He got up and walked into the cellar, grabbing a cerveza loca . He’d been down here for days, fighting the emptiness any way he could, and his supply was dwindling.
  The door above opened and his uncle entered, carrying a flower. “Look,” he said, a Skullcap, Scutellaria drummondii! They’re growing just outside and we thought they were extinct! How strong nature is to have sustained the regime’s chemical assault!” Wort looked away. “Do you remember when your dad used to send you to school with flowers for your teachers, especially the ones he liked?” his uncle said. Wort smiled weakly. “How are you doing?” his uncle asked.
  “Just reading,” he replied.
  “I see you’re still drinking cerveza loca,” his uncle observed. “Why not try an unlaced beer?” Wort didn’t respond. “The Gueuzers are wondering if you’re ready for a mission,” his uncle said. Wort didn’t answer again. “We need someone to go Inside with Bath-sheeba. Someone who knows the terrain and can bring her to Sparta, to begin the reconciliation process. It’s very dangerous,” his uncle finished.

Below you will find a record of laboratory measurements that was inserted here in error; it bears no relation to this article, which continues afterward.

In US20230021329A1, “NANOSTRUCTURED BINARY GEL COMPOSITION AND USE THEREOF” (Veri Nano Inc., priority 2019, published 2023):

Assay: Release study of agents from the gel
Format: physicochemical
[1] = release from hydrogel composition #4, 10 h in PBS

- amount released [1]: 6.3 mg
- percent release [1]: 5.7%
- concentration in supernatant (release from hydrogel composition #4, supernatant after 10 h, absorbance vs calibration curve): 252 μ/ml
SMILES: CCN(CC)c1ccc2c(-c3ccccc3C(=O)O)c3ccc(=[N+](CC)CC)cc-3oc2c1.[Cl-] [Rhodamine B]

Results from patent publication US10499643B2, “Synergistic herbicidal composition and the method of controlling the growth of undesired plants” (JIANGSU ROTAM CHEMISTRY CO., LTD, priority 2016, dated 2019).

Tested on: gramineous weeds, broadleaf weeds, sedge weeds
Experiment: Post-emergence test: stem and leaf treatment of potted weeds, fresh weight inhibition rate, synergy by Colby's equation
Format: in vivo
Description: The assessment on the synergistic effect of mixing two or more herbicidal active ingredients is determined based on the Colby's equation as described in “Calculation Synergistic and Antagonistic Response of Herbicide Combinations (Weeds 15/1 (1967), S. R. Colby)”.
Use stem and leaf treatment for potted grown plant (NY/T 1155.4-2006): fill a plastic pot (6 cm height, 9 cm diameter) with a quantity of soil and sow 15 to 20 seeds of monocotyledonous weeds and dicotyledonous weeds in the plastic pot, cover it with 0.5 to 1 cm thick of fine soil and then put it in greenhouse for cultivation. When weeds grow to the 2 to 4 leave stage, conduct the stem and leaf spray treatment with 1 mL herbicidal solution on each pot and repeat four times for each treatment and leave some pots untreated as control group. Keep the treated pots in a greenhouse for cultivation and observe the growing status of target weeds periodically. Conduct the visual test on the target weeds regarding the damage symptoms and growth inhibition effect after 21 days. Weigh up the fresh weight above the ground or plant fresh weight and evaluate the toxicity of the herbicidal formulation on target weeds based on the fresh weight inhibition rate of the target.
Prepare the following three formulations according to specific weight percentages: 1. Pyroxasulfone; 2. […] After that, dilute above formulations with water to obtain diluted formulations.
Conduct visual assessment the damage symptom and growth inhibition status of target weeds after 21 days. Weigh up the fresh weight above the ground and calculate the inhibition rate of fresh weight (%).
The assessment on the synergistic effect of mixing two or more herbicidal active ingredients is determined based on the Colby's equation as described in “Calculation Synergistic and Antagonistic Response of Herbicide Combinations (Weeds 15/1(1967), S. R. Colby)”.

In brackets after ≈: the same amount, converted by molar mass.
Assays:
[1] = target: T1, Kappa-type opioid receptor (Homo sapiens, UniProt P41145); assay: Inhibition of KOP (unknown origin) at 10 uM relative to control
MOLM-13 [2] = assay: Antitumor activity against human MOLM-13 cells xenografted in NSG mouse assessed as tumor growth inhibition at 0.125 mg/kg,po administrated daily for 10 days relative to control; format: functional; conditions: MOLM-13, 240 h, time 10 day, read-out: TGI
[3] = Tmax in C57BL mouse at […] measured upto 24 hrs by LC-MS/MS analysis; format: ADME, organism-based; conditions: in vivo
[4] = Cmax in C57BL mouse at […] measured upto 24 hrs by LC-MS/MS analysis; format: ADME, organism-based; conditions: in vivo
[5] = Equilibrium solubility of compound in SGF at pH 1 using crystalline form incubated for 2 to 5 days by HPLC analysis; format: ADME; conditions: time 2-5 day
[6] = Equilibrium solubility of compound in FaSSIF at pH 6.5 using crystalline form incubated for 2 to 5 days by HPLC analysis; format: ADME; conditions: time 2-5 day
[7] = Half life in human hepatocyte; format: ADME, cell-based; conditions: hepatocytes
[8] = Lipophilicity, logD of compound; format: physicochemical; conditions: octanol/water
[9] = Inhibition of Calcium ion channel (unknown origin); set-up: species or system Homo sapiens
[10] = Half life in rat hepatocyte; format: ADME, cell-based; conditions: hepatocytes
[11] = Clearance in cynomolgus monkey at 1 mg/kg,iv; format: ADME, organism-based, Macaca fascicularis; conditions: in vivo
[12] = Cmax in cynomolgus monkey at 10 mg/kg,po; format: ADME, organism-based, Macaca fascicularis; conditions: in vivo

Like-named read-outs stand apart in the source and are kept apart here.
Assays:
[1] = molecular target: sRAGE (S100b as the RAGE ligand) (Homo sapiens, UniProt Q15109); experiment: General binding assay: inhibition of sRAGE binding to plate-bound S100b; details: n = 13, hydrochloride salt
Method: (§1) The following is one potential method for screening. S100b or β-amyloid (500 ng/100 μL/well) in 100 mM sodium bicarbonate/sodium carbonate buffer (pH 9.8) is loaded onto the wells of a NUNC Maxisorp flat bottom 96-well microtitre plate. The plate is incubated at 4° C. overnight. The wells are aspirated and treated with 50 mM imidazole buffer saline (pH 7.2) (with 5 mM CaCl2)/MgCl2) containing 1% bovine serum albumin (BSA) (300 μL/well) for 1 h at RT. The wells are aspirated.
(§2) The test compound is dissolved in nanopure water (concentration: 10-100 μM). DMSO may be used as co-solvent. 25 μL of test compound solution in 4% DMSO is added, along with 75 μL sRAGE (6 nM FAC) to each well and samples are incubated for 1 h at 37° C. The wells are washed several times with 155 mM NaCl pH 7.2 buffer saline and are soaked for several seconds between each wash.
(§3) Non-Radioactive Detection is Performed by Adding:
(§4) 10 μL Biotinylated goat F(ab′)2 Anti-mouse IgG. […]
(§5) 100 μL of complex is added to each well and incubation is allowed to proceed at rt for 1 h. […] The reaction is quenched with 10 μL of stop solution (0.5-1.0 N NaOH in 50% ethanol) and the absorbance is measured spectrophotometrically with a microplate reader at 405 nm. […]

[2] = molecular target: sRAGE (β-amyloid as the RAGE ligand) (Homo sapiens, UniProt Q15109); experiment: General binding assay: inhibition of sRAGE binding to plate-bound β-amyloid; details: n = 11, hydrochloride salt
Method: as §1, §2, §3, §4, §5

“I know Sparta,” Wort replied. “He is dangerous.”
  “Well, he’s ready to negotiate,” his uncle said. “A member of the Einsteinian Dialectic will mediate, but they need a guide.”
  Wort stood up. “Sure,” he said, motivated by the chance of danger. 



By Bill Metzger

Copyright 1994, Southwest Brewing News